- skip - Brewer’s

Sybʹarite (3 syl.)

.

A self-indulgent person; a wanton. The inhabitants of Sybʹaris, in South Italy, were proverbial for their luxurious living and self-indulgence. A tale is told by Seneca of a Sybarite who complained that he could not rest comfortably at night, and being asked why, replied, “He found a rose-leaf doubled under him, and it hurt him.” (See Ripaille.)

All is calm as would delight the heart

Of Sybarite of old.”


Sybarite. The Sybarites taught their horses to dance to the sound of a pipe. When the Crotonians marched against Sybaris they began to play on their pipes, whereupon all the Sybarite horses drawn out in array before the town began to dance; disorder soon prevailed in the ranks, and the victory was quick and easy.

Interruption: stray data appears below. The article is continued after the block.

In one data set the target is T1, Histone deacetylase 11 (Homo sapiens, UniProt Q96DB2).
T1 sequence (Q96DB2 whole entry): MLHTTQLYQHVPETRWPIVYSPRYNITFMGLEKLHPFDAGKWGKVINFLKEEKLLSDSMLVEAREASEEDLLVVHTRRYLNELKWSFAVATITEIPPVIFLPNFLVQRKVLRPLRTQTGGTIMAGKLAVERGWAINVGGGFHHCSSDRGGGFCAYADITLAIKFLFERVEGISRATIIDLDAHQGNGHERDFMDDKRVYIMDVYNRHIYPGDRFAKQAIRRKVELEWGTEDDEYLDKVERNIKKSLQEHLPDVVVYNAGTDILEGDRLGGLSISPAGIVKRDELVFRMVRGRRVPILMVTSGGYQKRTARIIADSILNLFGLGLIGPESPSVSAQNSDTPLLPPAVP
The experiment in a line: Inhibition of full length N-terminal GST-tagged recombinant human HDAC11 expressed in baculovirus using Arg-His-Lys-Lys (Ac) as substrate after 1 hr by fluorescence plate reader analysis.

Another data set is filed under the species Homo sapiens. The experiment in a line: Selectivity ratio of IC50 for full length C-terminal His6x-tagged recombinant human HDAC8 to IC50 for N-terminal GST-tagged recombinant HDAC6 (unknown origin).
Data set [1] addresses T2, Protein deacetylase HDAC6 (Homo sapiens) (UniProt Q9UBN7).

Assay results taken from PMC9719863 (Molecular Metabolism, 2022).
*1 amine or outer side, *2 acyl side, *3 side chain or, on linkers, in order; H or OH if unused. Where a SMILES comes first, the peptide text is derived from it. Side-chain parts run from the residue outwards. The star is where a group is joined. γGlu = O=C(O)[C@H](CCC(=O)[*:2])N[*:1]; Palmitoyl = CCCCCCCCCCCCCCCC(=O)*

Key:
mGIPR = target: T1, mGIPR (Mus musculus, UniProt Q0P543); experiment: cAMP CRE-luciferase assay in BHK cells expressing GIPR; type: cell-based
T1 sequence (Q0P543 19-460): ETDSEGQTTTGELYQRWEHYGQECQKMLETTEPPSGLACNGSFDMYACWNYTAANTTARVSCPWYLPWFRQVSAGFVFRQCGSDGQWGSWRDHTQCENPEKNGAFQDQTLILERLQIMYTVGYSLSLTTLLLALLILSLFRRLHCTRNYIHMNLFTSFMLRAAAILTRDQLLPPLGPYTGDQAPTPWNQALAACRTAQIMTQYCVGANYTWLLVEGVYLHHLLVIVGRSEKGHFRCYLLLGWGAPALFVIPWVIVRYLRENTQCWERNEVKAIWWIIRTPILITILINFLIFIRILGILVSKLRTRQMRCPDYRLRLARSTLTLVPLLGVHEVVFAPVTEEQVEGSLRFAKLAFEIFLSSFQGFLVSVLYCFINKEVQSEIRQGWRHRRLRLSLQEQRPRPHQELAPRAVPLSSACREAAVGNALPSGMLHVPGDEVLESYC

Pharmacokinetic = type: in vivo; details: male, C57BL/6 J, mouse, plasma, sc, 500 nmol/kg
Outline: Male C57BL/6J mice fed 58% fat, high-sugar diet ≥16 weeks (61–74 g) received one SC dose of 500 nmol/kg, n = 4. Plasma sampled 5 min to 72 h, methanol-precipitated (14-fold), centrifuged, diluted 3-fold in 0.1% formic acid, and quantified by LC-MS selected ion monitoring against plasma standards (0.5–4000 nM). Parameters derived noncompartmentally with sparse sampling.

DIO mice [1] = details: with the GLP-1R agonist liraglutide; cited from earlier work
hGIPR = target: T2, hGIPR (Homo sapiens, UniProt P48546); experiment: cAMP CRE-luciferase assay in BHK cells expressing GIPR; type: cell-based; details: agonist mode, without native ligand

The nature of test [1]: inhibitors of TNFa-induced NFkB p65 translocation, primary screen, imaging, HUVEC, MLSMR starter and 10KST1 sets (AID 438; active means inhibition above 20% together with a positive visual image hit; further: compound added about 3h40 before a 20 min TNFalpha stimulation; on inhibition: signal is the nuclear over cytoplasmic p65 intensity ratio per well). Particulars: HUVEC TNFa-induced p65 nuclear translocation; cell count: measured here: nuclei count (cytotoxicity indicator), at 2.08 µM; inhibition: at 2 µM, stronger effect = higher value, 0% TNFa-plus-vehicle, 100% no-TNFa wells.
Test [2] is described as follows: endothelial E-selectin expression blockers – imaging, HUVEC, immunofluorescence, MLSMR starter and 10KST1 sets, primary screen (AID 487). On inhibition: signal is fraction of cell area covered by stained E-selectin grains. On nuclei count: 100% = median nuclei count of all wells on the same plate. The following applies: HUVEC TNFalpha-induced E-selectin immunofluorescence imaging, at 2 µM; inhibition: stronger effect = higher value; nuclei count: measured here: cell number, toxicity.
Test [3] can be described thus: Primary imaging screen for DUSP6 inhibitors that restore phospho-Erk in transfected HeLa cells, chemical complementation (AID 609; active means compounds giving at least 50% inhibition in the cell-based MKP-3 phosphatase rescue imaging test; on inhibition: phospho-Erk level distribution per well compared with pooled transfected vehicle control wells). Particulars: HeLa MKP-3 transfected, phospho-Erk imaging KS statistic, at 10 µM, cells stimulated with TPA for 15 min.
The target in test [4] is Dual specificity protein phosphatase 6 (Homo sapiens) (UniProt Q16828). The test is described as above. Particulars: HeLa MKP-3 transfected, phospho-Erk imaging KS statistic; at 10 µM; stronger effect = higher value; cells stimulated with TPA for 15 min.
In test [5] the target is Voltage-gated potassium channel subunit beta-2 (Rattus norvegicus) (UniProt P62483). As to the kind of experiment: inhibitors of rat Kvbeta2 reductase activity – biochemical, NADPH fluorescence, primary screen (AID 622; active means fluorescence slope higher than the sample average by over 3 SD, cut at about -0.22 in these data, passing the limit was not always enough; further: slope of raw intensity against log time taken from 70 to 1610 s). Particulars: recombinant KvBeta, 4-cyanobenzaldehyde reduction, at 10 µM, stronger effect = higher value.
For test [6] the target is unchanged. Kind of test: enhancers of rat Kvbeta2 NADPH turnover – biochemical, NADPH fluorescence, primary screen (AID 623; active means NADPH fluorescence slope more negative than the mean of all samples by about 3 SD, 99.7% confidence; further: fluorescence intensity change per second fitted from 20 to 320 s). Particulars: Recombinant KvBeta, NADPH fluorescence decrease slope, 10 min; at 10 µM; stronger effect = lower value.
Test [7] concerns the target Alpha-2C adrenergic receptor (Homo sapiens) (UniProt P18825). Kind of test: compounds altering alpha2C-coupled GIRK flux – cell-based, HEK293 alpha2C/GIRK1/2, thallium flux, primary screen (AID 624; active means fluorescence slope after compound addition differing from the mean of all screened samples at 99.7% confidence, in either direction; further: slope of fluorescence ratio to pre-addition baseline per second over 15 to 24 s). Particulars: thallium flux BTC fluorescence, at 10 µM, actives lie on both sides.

previous entry · index · next entry

ABCDEFGHIJKLMNOPQRSTUVWXYZ

Entry taken from Dictionary of Phrase and Fable, edited by the Rev. E. Cobham Brewer, LL.D. and revised in 1895.

previous entry · index · next entry

Sword-makers
Sword Excalibar (The)
Sword of God (The)
Sword of Rome (The)
Sword of the Spirit (The)
¶ Sword (phrases and proverbs)
Sword and Cloak Plays
Swords Prohibited
Sworn Brothers
Sworn at Highgate
Sybarite
Sycamore and Sycomore
Sycophant
Sycorax
Syenite
Syllogism
Sylphs
Sylvam Lignum Ferre (In)
Sylvester (St.)
Sylvius Bonus
Symbol

Linking here:

Ripaille